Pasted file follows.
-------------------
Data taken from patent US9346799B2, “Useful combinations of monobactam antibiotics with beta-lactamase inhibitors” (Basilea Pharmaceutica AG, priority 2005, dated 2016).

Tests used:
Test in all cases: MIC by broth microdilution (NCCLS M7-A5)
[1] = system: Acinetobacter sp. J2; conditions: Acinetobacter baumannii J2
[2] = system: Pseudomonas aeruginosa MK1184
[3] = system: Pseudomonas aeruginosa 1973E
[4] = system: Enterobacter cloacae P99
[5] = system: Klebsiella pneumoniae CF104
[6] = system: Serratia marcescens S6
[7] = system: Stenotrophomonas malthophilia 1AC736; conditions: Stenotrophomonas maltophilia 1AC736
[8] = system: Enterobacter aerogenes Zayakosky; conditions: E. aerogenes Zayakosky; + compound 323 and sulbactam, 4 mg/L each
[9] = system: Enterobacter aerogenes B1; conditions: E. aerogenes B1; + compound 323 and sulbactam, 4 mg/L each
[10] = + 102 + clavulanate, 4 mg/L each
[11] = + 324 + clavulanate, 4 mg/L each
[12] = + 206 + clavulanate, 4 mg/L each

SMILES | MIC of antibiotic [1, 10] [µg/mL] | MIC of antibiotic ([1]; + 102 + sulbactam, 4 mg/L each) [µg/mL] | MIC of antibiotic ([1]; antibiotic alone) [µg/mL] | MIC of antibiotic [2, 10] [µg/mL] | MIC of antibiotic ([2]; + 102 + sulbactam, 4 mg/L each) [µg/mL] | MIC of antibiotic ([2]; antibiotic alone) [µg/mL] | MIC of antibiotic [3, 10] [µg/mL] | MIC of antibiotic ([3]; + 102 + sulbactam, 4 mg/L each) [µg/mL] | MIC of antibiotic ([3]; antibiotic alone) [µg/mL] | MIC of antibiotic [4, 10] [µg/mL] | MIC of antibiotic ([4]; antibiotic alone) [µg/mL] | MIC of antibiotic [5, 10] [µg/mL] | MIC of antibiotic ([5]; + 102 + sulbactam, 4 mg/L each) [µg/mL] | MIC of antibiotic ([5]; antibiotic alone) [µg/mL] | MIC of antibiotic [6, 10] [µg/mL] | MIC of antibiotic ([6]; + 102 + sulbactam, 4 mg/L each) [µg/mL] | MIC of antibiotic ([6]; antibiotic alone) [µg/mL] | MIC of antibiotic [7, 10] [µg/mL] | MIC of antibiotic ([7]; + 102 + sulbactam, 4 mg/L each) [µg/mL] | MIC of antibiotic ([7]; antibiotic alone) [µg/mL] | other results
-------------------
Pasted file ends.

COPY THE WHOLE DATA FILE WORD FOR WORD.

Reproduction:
Data taken from patent US9346799B2, “Useful combinations of monobactam antibiotics with beta-lactamase inhibitors” (Basilea Pharmaceutica AG, priority 2005, dated 2016).

Tests used:
Test in all cases: MIC by broth microdilution (NCCLS M7-A5)
[1] = system: Acinetobacter sp. J2; conditions: Acinetobacter baumannii J2
[2] = system: Pseudomonas aeruginosa MK1184
[3] = system: Pseudomonas aeruginosa 1973E
[4] = system: Enterobacter cloacae P99
[5] = system: Klebsiella pneumoniae CF104
[6] = system: Serratia marcescens S6
[7] = system: Stenotrophomonas malthophilia 1AC736; conditions: Stenotrophomonas maltophilia 1AC736
[8] = system: Enterobacter aerogenes Zayakosky; conditions: E. aerogenes Zayakosky; + compound 323 and sulbactam, 4 mg/L each
[9] = system: Enterobacter aerogenes B1; conditions: E. aerogenes B1; + compound 323 and sulbactam, 4 mg/L each
[10] = + 102 + clavulanate, 4 mg/L each
[11] = + 324 + clavulanate, 4 mg/L each
[12] = + 206 + clavulanate, 4 mg/L each

SMILES | MIC of antibiotic [1, 10] [µg/mL] | MIC of antibiotic ([1]; + 102 + sulbactam, 4 mg/L each) [µg/mL] | MIC of antibiotic ([1]; antibiotic alone) [µg/mL] | MIC of antibiotic [2, 10] [µg/mL] | MIC of antibiotic ([2]; + 102 + sulbactam, 4 mg/L each) [µg/mL] | MIC of antibiotic ([2]; antibiotic alone) [µg/mL] | MIC of antibiotic [3, 10] [µg/mL] | MIC of antibiotic ([3]; + 102 + sulbactam, 4 mg/L each) [µg/mL] | MIC of antibiotic ([3]; antibiotic alone) [µg/mL] | MIC of antibiotic [4, 10] [µg/mL] | MIC of antibiotic ([4]; antibiotic alone) [µg/mL] | MIC of antibiotic [5, 10] [µg/mL] | MIC of antibiotic ([5]; + 102 + sulbactam, 4 mg/L each) [µg/mL] | MIC of antibiotic ([5]; antibiotic alone) [µg/mL] | MIC of antibiotic [6, 10] [µg/mL] | MIC of antibiotic ([6]; + 102 + sulbactam, 4 mg/L each) [µg/mL] | MIC of antibiotic ([6]; antibiotic alone) [µg/mL] | MIC of antibiotic [7, 10] [µg/mL] | MIC of antibiotic ([7]; + 102 + sulbactam, 4 mg/L each) [µg/mL] | MIC of antibiotic ([7]; antibiotic alone) [µg/mL] | other results